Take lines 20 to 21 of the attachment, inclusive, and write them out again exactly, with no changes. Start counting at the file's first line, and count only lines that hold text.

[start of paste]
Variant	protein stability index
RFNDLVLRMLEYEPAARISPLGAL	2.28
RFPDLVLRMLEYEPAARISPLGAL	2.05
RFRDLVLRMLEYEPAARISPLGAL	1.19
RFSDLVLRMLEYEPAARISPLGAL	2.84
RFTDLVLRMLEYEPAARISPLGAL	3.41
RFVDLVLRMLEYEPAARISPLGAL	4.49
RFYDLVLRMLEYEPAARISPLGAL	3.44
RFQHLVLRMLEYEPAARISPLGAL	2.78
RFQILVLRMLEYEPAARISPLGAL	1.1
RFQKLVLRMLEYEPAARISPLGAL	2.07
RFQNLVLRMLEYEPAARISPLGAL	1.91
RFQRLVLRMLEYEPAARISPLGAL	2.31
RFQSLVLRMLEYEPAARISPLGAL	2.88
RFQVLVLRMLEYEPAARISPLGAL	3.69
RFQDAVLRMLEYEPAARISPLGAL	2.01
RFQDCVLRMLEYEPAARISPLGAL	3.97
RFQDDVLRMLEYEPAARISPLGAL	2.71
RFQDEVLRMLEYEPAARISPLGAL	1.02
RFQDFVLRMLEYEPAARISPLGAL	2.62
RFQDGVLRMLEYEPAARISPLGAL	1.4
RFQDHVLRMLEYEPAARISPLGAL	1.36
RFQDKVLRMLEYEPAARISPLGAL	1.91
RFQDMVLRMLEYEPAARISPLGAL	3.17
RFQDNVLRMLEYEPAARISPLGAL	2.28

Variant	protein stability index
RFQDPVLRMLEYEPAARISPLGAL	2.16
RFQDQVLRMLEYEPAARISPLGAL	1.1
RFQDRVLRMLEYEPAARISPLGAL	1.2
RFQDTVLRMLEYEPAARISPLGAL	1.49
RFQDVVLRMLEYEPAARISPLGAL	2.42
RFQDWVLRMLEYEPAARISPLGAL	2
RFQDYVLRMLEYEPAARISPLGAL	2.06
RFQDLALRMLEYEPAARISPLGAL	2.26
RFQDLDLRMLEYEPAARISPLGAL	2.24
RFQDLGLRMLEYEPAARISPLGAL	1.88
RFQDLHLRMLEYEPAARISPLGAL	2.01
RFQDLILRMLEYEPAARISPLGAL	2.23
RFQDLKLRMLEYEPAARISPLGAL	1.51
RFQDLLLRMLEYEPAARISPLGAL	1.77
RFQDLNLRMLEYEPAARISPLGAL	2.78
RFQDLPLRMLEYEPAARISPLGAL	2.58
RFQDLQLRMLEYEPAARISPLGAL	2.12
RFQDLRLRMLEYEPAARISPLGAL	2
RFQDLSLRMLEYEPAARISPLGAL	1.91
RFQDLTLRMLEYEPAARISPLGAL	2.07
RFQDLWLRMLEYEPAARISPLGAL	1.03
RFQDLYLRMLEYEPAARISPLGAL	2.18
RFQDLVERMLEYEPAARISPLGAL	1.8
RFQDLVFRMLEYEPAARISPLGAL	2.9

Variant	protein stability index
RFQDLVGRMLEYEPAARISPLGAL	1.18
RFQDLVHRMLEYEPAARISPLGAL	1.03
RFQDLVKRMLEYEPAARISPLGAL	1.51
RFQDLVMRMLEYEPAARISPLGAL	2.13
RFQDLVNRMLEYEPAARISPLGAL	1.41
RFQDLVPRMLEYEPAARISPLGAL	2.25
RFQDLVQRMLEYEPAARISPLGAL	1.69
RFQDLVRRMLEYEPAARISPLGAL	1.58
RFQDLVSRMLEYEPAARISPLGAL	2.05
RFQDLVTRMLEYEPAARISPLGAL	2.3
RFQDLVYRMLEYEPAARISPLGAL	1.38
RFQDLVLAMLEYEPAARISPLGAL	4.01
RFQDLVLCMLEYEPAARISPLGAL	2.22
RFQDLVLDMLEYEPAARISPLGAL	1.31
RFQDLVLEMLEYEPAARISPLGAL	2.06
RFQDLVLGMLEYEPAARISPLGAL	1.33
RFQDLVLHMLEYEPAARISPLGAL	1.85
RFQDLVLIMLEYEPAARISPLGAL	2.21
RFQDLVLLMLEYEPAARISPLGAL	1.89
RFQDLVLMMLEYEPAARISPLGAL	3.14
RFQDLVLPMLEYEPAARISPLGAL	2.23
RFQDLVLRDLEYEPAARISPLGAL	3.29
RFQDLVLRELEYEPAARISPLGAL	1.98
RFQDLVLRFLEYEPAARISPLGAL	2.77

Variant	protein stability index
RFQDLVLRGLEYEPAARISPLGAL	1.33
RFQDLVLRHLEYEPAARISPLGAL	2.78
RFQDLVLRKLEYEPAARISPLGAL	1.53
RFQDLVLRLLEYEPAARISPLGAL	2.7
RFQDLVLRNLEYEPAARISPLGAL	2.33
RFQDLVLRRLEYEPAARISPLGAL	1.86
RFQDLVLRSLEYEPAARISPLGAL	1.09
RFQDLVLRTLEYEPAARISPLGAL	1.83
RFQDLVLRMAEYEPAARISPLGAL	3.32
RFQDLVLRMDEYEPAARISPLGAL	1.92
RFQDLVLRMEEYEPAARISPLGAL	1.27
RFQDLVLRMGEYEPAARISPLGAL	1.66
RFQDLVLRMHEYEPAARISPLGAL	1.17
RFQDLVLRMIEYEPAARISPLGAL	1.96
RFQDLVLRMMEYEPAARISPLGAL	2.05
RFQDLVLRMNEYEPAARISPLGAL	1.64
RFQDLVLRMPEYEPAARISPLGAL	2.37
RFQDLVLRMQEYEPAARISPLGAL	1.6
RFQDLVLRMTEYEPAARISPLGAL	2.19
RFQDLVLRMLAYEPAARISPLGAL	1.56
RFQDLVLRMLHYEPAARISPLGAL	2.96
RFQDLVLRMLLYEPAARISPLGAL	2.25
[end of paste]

RFQDFVLRMLEYEPAARISPLGAL	2.62
RFQDGVLRMLEYEPAARISPLGAL	1.4